E.MAX to the Max

Oct 01, 2009 No Comments by

Numerous dental materials have come and gone over the past years. Many of their manufacturers have laid claims to a pure nonmetal aesthetic material with superior enamel-like strength. That’s like saying your dental practice provides the best service and the highest quality at the lowest price. The incongruence in that statement says it all.

1 of 18 Emax

I’d like to introduce to you Emax from Ivoclar. The material is lithium disilicate. The newest version of Emax is a high translucency (HT) ingot that provides fantastic aesthetic color depth with high mechanical strength. IPS Emax is an innovative all-ceramic system that covers the spectrum for indications throughout the entire mouth. In a recent study at New York University School of Dental Medicine, the flexural strength of 440mpa exceeds that of porcelain-to-zirconia restorations. The aesthetics of lithium disilicate has been improved with the high translucency ingot, which yields impeccable results along with incredible toughness to fracture.

Case Presentation

Full retracted view alt

Full Retracted View

For this case, a 29-year-old female with a history of eating disorders was treated. She had conquered the illness, but the constant purging of stomach acidic fluids had eroded significant tooth structure, leaving the daily functions of eating, communicating, and smiling very unpleasant. The logistics of purging fluids from the mouth funnel the acids against the lingual surfaces of the maxillary teeth and create an erosion of tooth structure to a thin incisal edge. The incisal edges fracture under functioning and then thin out again until there is only half or less of the tooth left. Vertical dimension continues to change, and the whole stomatognathic system is disrupted.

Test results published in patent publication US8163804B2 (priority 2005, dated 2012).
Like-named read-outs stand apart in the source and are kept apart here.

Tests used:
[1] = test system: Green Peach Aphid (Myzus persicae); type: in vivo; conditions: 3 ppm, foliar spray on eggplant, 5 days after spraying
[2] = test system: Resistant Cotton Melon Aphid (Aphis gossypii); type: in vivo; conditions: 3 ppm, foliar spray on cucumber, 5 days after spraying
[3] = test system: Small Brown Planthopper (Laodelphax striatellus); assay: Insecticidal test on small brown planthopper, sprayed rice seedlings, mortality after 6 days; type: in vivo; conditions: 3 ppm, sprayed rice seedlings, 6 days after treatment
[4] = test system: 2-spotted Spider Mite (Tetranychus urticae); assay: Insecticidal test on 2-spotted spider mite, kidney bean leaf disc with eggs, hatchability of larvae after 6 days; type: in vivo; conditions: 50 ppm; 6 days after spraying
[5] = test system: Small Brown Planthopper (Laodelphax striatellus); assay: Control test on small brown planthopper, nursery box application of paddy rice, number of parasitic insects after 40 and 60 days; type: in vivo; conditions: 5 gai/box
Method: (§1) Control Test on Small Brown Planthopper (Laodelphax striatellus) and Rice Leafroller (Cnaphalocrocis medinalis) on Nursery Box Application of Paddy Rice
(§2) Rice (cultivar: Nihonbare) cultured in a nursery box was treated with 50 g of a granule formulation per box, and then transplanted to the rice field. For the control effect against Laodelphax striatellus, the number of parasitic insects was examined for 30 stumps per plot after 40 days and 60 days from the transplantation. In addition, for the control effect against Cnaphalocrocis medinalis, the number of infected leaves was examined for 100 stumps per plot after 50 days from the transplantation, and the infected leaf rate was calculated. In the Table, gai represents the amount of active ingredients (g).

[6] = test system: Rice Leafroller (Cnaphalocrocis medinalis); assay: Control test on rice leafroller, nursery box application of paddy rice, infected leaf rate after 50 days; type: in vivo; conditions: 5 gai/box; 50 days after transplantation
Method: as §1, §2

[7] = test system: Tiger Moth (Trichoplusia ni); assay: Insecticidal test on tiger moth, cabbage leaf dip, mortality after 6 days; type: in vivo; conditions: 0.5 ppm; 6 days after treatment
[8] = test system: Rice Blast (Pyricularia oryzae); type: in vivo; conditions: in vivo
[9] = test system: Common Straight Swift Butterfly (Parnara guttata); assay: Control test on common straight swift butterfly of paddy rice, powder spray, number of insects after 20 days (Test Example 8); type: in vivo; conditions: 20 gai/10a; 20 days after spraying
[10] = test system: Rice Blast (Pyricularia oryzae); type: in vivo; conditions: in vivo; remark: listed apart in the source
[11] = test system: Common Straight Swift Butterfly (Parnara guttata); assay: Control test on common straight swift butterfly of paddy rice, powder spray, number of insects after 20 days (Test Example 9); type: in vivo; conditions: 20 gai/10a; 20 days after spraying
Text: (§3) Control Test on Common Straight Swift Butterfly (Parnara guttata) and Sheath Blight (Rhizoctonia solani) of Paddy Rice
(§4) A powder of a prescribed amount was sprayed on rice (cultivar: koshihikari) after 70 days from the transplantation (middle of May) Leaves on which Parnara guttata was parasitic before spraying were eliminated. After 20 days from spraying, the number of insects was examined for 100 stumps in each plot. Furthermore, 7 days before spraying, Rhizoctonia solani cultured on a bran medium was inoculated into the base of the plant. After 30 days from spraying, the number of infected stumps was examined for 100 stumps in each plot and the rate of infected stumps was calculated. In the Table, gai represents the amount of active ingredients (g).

3 of 18 EmaxAs viewed in the occlusal full-arch photo, severe erosion is noted. The ability of the patient to eat with a high concentration of sharp, occlusal articulation points of contact is difficult. The timing and force of her articulating surfaces are skewed, spelling out continued fracturing and discomfort. Aesthetics was the patient’s primary concern, with occlusal function a close second.

Procedure

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The first and foremost important factor for this case was the physiologic rest position for the patient. Establishing a new vertical dimension will dictate the outcome for proper phonetics and proportions for an aesthetic result. Biopak information can be used for centric relation and/or musculature evaluation of vertical dimension and trajectory for masticatory function. Biopak is instrumentation used to establish vertical dimension.